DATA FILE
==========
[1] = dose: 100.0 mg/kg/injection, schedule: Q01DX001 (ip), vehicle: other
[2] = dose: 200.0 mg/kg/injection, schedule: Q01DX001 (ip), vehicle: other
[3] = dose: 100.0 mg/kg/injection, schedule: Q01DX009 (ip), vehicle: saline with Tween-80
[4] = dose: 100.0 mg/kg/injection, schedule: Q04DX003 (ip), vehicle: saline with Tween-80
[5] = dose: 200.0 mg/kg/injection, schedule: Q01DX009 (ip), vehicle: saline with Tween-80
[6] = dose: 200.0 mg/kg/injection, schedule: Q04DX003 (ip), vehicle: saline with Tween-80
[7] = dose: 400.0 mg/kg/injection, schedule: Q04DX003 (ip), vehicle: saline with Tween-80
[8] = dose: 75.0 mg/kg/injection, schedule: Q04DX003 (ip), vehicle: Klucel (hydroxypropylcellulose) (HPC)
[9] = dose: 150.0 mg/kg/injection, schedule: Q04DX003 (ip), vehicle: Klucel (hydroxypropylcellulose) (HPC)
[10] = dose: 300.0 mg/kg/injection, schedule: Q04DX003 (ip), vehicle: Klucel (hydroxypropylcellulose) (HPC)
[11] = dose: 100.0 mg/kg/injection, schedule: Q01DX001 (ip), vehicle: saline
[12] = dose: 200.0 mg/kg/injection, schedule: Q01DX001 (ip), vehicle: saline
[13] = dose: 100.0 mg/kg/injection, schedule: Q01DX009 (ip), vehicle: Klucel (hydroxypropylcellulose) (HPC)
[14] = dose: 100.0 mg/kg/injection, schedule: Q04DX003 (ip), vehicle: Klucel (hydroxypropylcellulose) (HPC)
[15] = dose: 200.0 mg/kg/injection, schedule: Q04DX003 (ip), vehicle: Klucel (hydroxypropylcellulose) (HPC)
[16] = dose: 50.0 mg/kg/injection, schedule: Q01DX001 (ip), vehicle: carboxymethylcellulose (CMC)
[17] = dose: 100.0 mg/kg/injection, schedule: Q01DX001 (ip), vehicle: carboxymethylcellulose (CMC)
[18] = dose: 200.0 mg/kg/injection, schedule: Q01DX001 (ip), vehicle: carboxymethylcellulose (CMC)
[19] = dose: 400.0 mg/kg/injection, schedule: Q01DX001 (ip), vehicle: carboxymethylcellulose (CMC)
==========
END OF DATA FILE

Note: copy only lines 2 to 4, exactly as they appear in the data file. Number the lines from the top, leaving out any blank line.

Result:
[2] = dose: 200.0 mg/kg/injection, schedule: Q01DX001 (ip), vehicle: other
[3] = dose: 100.0 mg/kg/injection, schedule: Q01DX009 (ip), vehicle: saline with Tween-80
[4] = dose: 100.0 mg/kg/injection, schedule: Q04DX003 (ip), vehicle: saline with Tween-80